Culture of Eritrea
The culture of Eritrea is the collective cultural heritage of the various populations inhabiting Eritrea. It shares historic commonalities with the traditions of Ethiopia, Somalia, Djibouti and Sudan. Additionally, the culture of Eritrea has some ties with those of the Near East and Italy. The local culture consists of various, and often quite similar, traditions practiced by the nation's many Cushitic and Semitic-speaking Afro-Asiatic ethnic groups, in addition to those practiced by the area's Nilotic minorities. Eritrea's semi-arid terrain in the northeastern Sahel and its unique climate have also been important influences on local customs.
One of the most recognizable parts of Eritrean culture is the coffee ceremony. Coffee (Ge'ez ቡን būn) is offered when visiting friends, during festivities, or as a daily staple of life. If coffee is politely declined then most likely tea ("shai" ሻሂ shahee) will be served. The coffee is brewed by first roasting the green coffee beans over hot coals gughin a brazier. Once the beans are roasted each participant is given an opportunity to sample the aromatic smoke by wafting it towards them. The coffee roasting smoke are sometimes used to fill the rooms with a pleasant scent. This is followed by the grinding of the beans, traditionally in a wooden mortar and pestle.
The coffee grounds are then put into a special vessel, called a jebena, and boiled. A jebena is usually made of clay and has a spherical base, a neck and pouring spout and a handle where the neck connects with the base. When the coffee boils up through the neck it is poured in and out of another container to cool it, and then is put back into the jebena until it happens again. To pour the coffee from the jebena a filter made from horsehair or other material is placed in the spout of the jebena to prevent the grounds from escaping.
The host pours the coffee for all participants by moving the tilted jebena over a tray with small, handleless cups (finjal) without stop until each cup is full. Some of the coffee will inevitably miss the cup but this is done to prevent the coffee grounds from contaminating the brew. One extra cup is poured each time. The grounds are brewed four times: the first round of coffee is called awel, the second kale'i, the third bereka ('to be blessed')and the fourth is called "dereja". However, the "dereja" is not always poured, it is mostly poured when elders are present. The coffee ceremony may also include burning of various traditional incense such as frankincense or gum arabic.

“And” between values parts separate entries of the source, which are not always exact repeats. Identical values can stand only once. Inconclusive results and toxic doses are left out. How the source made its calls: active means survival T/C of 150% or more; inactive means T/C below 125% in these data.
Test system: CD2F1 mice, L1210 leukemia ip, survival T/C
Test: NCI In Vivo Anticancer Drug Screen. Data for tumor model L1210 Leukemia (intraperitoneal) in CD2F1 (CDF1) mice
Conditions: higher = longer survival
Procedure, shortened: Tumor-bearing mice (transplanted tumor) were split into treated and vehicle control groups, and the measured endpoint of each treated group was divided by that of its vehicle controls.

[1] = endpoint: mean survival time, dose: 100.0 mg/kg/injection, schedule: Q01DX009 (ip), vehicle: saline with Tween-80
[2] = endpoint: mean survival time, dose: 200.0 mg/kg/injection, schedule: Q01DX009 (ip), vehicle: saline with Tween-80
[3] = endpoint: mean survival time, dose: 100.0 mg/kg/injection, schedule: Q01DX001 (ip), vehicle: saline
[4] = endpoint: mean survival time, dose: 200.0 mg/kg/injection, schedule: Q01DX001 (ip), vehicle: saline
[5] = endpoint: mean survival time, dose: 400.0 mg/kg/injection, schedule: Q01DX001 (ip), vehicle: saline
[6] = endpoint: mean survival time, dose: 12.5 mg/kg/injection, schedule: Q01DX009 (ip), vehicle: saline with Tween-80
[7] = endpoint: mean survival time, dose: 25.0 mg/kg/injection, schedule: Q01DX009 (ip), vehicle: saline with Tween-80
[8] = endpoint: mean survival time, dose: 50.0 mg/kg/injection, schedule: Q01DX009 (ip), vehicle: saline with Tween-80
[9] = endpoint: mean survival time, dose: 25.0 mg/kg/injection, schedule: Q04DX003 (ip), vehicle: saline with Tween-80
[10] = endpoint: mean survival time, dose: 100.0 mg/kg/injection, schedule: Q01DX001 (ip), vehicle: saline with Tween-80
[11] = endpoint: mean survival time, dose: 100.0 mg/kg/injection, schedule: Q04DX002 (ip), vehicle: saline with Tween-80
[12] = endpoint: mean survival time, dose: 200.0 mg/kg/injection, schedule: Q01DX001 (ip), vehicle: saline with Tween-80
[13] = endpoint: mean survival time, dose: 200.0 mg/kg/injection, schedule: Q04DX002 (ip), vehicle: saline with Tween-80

Typically, Eritrean cuisine consists of various stews (tsebhi) made from vegetables and meat, and served atop a large, flat sourdough bread called injera or tayta. Many vegetarian dishes are available since a majority of the population observe fasting at some time during the year. Eating is accomplished without utensils by tearing a piece of injera (strictly using the right hand), then scooping some stew, vegetables or salad with the bread.
On visiting an Eritrean household, it is polite to decline at least three times if asked to dine. Usually the host will say "bezay kelalem", after which the guest may agree to dine. This process ensures that one does not seem too eager to eat at another's household. When one visits an Eritrean house regardless of whether they are served with food or not, they are always served with hot tea.
Eritrea has nine ethnic groups, each of which have their own different styles of music and accompanying dances. A common instrument used by many of the communities is the drum. Amongst the Tigray-Tigrinya, the best known traditional musical genre is called guaila.
It is estimated that 50% of the population of Eritrea is Christian, mostly belonging to the Oriental Orthodox tradition of the Eritrean Orthodox Tewahedo Church, and the other 50% is Sunni Muslim or Sufi. The rest of the population practice traditional Indigenous religions, and Roman Catholic, while others include Protestants, Seventh-day Adventists, Jehovah's Witnesses, and Baháís.
Christianity accounts for 50% of the population.
Eritrean Muslims and Christians have a mutual respect for each other.
- Tekle, Amare (1994). Eritrea and Ethiopia: From Conflict to Cooperation. The Red Sea Press. p. 197. ISBN 0932415970.
Djibouti, Eritrea, Ethiopia, Somalia and Sudan have significant similarities emanating not only from culture, religion, traditions, history and aspirations but also from being in comparable levels of income and economic development. For the most part, the peoples of these countries share common values. They appreciate similar foods and spices, beverages and sweets, fabrics and tapestry, lyrics and music, and jewelry and fragrances. They even compare in sizes and looks and are hard to tell.
- It’s coffee time Network Africa Online, April 2008 interview.
- International Religious Freedom Report 2007: Eritrea. United States Bureau of Democracy, Human Rights and Labor (September 14, 2007). This article incorporates text from this source, which is in the public domain.